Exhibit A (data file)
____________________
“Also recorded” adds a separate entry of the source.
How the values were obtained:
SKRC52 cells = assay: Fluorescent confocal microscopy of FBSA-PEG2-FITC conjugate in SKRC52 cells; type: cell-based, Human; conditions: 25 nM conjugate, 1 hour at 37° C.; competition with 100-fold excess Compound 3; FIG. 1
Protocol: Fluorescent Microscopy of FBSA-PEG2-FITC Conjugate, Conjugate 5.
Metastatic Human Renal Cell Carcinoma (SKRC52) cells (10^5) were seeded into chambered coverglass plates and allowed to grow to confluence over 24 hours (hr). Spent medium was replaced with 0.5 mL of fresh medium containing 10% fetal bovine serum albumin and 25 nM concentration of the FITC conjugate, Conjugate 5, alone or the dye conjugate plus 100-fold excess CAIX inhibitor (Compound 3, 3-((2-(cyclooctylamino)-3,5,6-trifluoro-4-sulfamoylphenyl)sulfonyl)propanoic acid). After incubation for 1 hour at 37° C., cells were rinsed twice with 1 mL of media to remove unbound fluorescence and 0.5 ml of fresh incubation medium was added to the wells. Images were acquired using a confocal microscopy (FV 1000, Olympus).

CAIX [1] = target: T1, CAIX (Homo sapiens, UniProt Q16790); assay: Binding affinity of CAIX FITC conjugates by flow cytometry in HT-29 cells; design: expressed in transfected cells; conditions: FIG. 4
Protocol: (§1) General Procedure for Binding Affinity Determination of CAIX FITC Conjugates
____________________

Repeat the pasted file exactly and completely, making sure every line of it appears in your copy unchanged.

“Also recorded” adds a separate entry of the source.
How the values were obtained:
SKRC52 cells = assay: Fluorescent confocal microscopy of FBSA-PEG2-FITC conjugate in SKRC52 cells; type: cell-based, Human; conditions: 25 nM conjugate, 1 hour at 37° C.; competition with 100-fold excess Compound 3; FIG. 1
Protocol: Fluorescent Microscopy of FBSA-PEG2-FITC Conjugate, Conjugate 5.
Metastatic Human Renal Cell Carcinoma (SKRC52) cells (10^5) were seeded into chambered coverglass plates and allowed to grow to confluence over 24 hours (hr). Spent medium was replaced with 0.5 mL of fresh medium containing 10% fetal bovine serum albumin and 25 nM concentration of the FITC conjugate, Conjugate 5, alone or the dye conjugate plus 100-fold excess CAIX inhibitor (Compound 3, 3-((2-(cyclooctylamino)-3,5,6-trifluoro-4-sulfamoylphenyl)sulfonyl)propanoic acid). After incubation for 1 hour at 37° C., cells were rinsed twice with 1 mL of media to remove unbound fluorescence and 0.5 ml of fresh incubation medium was added to the wells. Images were acquired using a confocal microscopy (FV 1000, Olympus).

CAIX [1] = target: T1, CAIX (Homo sapiens, UniProt Q16790); assay: Binding affinity of CAIX FITC conjugates by flow cytometry in HT-29 cells; design: expressed in transfected cells; conditions: FIG. 4
Protocol: (§1) General Procedure for Binding Affinity Determination of CAIX FITC Conjugates